The laws on face masks vary greatly between countries, states and even cities, but even if wearing a face covering isn't mandatory where you live, you may still choose to wear one when you're outdoors to minimize the spread of coronavirus.
Wearing a mask while traveling to work and running errands is one thing, but wearing one while you're running or working out is quite different, and a face covering can easily become hot and uncomfortable when you're working hard. That's why many well-known sports brands have brought out their own coverings specially designed for sports.
The masks vary greatly, but all do a good job of keeping material away from your nostrils, helping you breathe more easily than a handmade cotton mask, and all are washable and reusable.
We've tested a sample of the most popular masks on a hill running session and an indoor spin class to test their breathability and comfort (note that none of them are designed for medical use). We'll be extending this guide in the near future as we put more masks through their paces.
The structured design of the Asics Runner's Face Cover means there's plenty of room inside so you don't have damp material pressed against your mouth when you're breathing hard. There's a special breathable panel at the chin to allow for improved airflow without letting through droplets.
It's the only mask in this guide that fastens at the back, which means there's no pressure on your ears and it's very unlikely to come away accidentally. It's tightened at the back of the head with a toggle and secured with rubber cord adjusters, enabling you to get a secure but comfortable fit.
The only downside is the price – at $40/£35 (about AU$55), it's one of the most expensive masks around, though its robust build quality means it should last a long time. We've put ours through the washing machine on a high temperature at least 30 times, and it still looks like new.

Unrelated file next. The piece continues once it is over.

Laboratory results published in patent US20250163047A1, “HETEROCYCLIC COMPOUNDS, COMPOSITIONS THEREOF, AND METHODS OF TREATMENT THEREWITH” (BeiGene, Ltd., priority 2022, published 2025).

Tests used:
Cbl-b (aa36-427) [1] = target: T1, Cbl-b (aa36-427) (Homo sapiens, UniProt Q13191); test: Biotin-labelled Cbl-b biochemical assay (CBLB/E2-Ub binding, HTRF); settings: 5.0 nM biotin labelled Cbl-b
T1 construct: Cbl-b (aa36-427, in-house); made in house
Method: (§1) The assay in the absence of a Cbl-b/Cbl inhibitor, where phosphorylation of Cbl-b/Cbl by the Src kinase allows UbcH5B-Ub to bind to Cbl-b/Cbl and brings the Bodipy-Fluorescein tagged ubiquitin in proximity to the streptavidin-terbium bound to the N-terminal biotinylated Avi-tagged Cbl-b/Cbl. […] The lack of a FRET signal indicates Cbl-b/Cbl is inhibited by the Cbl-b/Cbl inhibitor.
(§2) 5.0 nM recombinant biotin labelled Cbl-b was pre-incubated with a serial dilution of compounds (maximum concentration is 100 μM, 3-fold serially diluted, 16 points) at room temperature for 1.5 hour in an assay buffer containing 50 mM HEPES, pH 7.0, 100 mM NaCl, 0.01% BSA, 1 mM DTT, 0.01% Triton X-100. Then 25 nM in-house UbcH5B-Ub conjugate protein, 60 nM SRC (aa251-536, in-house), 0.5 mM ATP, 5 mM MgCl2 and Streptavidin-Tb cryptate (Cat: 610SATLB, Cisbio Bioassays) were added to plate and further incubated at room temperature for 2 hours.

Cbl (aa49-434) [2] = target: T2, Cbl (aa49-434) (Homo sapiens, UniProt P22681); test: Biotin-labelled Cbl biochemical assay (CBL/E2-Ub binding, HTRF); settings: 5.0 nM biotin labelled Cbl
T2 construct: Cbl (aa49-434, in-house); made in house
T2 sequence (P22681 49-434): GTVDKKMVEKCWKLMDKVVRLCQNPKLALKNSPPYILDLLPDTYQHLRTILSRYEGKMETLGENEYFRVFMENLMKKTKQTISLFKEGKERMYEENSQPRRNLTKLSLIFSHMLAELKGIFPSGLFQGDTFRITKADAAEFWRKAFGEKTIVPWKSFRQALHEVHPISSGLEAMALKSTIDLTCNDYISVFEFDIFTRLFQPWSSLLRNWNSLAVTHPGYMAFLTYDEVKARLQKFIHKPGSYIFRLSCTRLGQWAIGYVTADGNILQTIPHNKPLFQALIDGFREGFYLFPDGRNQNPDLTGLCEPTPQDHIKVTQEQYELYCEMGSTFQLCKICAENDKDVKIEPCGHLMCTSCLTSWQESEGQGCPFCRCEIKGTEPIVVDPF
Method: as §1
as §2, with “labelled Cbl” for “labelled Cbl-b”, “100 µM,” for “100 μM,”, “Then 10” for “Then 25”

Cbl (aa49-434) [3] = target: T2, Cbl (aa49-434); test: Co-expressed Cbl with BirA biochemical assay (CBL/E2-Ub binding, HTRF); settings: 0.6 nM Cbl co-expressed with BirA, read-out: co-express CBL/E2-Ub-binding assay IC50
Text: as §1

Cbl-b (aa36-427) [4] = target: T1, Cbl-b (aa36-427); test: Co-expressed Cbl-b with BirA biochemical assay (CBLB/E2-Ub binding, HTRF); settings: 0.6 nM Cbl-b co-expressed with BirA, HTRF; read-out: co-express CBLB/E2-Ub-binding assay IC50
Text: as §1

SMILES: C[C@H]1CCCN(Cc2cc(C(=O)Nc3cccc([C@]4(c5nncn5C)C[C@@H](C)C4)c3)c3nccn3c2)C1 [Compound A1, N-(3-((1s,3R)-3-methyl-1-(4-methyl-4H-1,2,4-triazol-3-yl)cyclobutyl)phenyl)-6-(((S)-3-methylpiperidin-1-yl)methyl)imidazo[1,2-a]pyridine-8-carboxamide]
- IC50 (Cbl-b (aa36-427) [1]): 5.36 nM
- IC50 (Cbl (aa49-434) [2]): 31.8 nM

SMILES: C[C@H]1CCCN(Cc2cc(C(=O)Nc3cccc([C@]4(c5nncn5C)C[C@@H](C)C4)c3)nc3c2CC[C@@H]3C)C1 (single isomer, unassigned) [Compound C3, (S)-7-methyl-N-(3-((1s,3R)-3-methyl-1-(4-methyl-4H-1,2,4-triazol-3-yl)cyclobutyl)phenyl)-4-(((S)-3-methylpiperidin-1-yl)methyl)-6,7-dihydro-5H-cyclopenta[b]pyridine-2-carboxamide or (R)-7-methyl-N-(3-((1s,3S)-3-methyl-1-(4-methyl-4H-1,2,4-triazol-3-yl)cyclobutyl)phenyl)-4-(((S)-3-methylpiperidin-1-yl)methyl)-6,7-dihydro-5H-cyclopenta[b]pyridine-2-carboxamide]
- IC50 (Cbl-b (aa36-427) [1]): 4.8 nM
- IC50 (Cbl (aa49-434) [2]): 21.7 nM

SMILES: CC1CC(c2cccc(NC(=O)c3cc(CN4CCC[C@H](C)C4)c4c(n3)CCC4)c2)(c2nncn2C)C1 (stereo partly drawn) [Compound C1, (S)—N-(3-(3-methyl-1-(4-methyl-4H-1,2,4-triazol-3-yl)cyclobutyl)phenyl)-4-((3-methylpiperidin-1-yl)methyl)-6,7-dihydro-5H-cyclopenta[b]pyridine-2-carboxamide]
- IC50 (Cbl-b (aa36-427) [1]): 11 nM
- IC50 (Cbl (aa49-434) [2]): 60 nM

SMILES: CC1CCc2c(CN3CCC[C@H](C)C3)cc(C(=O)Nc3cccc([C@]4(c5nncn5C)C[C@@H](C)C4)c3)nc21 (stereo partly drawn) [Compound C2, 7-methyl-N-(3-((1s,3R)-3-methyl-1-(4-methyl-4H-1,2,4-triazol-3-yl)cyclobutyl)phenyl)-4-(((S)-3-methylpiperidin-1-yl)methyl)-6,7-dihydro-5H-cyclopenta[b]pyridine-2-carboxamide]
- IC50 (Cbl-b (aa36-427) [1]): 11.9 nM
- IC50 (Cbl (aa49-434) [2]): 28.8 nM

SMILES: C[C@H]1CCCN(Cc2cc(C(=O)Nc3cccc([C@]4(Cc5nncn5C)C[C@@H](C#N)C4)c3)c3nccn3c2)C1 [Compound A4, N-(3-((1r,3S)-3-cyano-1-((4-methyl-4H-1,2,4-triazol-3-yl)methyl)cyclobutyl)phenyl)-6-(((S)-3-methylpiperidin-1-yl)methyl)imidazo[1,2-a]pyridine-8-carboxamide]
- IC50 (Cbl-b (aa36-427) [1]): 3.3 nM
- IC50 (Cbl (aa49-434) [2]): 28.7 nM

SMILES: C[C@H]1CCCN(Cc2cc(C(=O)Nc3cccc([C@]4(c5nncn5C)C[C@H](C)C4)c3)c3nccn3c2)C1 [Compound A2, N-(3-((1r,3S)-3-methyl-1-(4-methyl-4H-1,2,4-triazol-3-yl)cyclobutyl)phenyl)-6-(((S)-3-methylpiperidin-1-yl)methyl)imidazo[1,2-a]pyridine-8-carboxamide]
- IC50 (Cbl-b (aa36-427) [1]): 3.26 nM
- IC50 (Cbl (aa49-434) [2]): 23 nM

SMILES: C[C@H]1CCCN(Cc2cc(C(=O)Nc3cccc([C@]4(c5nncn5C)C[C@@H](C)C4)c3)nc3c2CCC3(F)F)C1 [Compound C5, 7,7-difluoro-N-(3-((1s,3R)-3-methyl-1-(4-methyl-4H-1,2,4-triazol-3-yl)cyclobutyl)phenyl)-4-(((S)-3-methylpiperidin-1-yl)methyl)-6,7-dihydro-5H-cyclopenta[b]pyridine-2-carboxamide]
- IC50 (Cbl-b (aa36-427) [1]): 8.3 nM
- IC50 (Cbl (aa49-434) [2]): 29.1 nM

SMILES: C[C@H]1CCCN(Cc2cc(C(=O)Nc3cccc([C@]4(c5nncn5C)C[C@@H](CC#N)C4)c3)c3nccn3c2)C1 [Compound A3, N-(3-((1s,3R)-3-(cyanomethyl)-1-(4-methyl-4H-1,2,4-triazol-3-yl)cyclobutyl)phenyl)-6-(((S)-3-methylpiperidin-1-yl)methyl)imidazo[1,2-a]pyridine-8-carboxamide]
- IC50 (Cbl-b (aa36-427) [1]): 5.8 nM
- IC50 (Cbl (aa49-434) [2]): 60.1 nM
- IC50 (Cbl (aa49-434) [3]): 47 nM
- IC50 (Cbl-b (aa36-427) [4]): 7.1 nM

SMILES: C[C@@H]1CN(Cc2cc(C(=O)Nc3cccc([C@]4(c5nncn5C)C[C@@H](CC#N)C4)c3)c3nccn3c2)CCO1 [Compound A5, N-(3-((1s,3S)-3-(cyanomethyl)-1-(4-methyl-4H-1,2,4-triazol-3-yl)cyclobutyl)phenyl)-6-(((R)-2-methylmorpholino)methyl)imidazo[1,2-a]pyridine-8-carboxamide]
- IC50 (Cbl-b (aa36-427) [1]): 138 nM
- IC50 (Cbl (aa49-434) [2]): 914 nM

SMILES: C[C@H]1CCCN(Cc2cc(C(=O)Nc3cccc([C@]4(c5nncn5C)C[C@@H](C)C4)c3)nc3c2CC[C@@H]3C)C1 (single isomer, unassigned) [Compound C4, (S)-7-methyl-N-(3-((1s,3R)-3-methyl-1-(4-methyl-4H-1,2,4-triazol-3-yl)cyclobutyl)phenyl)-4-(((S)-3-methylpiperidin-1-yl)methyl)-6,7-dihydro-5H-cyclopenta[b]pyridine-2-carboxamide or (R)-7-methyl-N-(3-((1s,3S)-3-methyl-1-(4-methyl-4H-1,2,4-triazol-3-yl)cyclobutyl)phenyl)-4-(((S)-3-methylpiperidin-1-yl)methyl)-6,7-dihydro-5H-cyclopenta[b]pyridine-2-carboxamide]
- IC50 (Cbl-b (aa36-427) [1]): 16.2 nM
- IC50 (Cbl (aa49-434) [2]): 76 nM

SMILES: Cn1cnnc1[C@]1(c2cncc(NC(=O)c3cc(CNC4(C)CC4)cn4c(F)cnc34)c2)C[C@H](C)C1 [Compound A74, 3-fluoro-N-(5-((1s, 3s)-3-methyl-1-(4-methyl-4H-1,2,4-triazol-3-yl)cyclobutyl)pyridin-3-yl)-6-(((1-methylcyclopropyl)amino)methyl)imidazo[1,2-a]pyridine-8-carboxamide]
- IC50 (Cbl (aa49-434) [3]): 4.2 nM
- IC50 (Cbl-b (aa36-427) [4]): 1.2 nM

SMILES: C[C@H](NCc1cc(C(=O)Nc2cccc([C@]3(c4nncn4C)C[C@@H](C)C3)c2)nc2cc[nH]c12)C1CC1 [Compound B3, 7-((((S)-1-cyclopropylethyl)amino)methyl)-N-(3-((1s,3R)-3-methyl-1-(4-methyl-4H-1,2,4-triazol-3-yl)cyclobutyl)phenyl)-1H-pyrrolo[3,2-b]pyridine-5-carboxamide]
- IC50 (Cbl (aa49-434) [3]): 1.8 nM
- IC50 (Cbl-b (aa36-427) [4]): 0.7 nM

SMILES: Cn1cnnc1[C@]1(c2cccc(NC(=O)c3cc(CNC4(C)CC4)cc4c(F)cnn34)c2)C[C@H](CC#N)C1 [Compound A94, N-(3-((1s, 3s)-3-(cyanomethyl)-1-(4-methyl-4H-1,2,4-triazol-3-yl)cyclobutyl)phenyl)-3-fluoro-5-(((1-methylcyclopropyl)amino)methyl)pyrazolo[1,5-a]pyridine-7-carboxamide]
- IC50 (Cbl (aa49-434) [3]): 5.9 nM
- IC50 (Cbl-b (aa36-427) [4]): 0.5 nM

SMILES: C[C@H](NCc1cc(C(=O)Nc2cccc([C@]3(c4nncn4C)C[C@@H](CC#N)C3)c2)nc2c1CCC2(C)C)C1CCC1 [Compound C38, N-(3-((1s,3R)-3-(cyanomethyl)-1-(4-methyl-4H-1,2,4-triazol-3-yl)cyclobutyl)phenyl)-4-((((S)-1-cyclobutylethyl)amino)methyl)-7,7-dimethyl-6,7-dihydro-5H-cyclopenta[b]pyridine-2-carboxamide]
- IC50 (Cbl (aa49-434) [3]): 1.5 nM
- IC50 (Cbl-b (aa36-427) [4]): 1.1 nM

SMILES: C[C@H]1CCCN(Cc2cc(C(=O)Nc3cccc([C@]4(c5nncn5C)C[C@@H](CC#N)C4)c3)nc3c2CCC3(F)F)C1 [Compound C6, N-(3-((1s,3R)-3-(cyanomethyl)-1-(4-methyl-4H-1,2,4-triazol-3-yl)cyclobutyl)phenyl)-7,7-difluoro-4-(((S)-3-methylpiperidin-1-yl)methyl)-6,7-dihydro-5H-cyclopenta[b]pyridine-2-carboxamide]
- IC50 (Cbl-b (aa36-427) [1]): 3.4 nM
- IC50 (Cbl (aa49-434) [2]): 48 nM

Under Armour's soft, comfortable face covering is the only one in this test to come with a hygienic pouch so you can put it safely away when you've finished your workout until you're ready to wash it.
Both the bag and the lining of the face cover itself have an anti-microbial treatment, which helps prevent odors, and the mask is filled with polyurethane foam that's breathable but also captures droplets from your breath.
Like the Asics mask above, it's structured to give you plenty of space inside to breathe comfortably, though in our tests it didn't fit quite so closely under the eyes, which could cause fogging if you're wearing glasses or shades.
The UA Sportsmask isn't adjustable, but it comes in three sizes so you can choose a comfortable fit, and the ear loops are made from soft, stretchy material that won't dig in or pull. Just make sure you choose the right size my measuring your face using the instructions on the website before ordering to make sure you get the correct fit.
Of all the masks on test here, the Adidas Face Cover is the most affordable, with a pack of three coming in at just $20/£14.95/AU$12. Not only is that much cheaper than the Asics and Under Armour masks, it also means you'll always have a clean mask to hand when one is in the wash.
Unfortuntely, we found that the Adidas mask fitted much more closely than the other two, touching our lips and making our workout a little clammier than we would have liked. It doesn't fit very securely under the eyes, either giving less coverage here than the other two.
If you don't mind the close fit, it's a soft and comfortable mask that provides two layers of material to stop droplets and takes up minimal space when not being worn.
The Adidas Face Cover isn't adjustable, but comes in two sizes designed to fit most adults. The largest of these is M/L, so if you think you'd prefer a large mask to avoid pulling on your ears, you'd be better off with one of the other options.